Indie-rock success story’s remarkable—and remarkably noisy—first chapter
A decade has officially passed since Bellingham, Wash.’s Death Cab for Cutie released its first official full-band LP on Barsuk, and the timing feels right for a retrospective. Despite the impressive commercial strides the band has made in recent years, odds are that plenty of recent converts haven’t yet discovered these early gems, especially the echoing guitar-and-bass groove of album standout “Your Bruise.” Even in those early days, singer Ben Gibbard displayed a brilliant intuitive sense of cadence and melody that set him apart from the rest of the bespectacled indie-rock pack. There was an emotional drama boiling over the edge of each indelible hook and elongated vowel.
Calling this reissued edition of the band’s obstinately lo-fi
masterpiece Something About Airplanes “deluxe,” however, might strike
the faithful as somewhat tongue-in-cheek. After all, the album sounds
like it was recorded to worn-out cassette on a thrift-store boombox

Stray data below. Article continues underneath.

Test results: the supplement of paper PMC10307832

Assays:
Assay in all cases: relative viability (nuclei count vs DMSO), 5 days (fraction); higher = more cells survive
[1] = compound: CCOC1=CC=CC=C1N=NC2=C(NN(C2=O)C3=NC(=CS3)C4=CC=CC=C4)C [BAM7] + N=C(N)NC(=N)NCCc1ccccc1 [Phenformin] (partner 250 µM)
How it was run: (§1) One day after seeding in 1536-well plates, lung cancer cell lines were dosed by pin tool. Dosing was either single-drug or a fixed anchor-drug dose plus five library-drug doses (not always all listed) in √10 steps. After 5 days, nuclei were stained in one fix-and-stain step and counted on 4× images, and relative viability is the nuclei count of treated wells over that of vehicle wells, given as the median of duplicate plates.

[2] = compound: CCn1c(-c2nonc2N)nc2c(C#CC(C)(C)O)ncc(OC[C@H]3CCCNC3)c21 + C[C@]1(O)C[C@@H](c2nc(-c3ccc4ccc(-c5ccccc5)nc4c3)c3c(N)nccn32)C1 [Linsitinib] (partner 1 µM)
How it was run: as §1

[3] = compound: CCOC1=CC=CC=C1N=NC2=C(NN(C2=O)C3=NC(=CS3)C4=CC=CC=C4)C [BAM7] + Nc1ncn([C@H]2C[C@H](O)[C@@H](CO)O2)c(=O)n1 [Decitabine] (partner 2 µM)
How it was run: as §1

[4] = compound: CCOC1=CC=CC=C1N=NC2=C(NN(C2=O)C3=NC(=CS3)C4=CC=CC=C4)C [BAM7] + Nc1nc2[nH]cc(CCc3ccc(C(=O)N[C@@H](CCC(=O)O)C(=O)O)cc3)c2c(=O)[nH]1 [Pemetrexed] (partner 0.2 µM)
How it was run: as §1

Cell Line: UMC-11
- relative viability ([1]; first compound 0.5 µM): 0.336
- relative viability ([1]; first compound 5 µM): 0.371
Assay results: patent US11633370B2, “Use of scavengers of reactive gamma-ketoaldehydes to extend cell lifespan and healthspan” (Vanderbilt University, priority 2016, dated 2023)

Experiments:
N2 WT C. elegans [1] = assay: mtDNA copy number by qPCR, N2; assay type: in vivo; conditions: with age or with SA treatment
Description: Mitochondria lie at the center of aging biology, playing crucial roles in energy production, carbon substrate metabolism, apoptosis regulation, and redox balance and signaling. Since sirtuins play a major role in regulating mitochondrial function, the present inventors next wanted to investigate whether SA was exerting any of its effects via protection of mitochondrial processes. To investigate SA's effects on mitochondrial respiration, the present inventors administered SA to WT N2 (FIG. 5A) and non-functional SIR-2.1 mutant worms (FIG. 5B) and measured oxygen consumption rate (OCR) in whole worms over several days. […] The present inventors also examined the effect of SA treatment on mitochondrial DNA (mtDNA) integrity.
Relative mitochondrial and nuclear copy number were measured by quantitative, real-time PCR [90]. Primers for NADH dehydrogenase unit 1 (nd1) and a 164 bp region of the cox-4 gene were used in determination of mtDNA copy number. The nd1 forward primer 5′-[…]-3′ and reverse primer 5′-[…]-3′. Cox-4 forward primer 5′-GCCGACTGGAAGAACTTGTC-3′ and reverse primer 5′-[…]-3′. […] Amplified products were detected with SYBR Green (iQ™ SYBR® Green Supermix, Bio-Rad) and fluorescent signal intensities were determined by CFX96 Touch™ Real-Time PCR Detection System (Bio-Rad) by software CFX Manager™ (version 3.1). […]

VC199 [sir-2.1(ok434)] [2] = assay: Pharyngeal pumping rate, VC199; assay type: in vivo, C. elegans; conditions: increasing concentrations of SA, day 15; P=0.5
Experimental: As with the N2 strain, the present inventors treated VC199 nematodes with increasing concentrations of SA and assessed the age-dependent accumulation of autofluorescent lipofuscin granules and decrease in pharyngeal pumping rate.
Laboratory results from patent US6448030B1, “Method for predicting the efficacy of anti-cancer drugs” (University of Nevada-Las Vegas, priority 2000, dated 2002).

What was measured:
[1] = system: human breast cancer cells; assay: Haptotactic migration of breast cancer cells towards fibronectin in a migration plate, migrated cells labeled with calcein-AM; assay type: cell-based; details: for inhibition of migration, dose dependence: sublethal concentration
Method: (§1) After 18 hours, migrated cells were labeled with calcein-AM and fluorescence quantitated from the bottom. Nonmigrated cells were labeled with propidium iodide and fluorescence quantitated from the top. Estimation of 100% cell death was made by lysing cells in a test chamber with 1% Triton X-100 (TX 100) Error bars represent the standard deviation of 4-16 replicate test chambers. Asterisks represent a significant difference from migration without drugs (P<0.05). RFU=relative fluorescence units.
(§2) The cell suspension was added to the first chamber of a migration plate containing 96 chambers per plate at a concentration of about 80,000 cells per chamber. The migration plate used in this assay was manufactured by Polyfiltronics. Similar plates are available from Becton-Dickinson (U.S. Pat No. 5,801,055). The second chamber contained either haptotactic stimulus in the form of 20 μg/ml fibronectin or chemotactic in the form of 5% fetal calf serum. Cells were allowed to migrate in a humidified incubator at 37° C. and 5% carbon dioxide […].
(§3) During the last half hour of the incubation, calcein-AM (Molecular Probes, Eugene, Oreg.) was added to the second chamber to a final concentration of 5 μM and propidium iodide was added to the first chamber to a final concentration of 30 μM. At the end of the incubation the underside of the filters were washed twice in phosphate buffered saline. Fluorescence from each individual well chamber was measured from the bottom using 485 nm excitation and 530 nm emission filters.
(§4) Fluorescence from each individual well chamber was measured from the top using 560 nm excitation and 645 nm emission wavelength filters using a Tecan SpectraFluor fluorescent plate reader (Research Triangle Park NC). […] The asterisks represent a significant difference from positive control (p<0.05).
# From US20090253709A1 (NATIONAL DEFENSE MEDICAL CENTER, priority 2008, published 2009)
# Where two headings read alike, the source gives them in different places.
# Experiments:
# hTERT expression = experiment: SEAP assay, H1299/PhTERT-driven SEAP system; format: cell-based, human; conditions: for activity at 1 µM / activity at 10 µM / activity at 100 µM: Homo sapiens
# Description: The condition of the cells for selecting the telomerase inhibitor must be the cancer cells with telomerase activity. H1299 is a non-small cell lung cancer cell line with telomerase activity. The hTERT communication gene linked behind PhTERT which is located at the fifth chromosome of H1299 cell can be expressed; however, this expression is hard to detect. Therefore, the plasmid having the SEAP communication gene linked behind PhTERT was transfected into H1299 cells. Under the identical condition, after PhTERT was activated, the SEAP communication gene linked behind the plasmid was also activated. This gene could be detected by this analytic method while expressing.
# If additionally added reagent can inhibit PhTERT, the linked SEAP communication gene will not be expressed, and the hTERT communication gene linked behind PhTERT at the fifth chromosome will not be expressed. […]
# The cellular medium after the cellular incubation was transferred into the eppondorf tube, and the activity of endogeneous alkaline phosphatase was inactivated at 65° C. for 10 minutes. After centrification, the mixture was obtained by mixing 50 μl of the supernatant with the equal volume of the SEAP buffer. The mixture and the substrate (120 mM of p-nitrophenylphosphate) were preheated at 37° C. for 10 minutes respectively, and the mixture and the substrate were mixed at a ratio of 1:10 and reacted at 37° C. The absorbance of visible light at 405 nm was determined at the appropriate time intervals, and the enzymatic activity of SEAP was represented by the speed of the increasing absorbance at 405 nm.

inside a massive, gutted, tin-walled, concrete-floored warehouse (and
all this time I thought it was just the pitiful-quality MP3s I
downloaded off Napster circa 2000 when I first caught wind of these
guys). But even the record’s lo-fi edge can’t fully distract from the
incredible songwriting and melodic sense captured on Airplanes.
album possesses the catalytic urgency of Death Cab’s early live shows.
In case you didn’t happen to reside in the Emerald City in the late
’90s, Barsuk has graciously bundled the reissue with a bonus CD
containing a live soundboard recording of the band’s first Seattle gig
at legendary venue the Crocodile Cafe. While the music is tight and
inspired, it’s endearing to hear Gibbard tune his own Telecaster after
songs and Chris Walla marvel aloud at how many people showed up to the
gig. It’s not difficult to hear the spark Death Cab had early on, and
all too obvious why they caught fire just a few years later.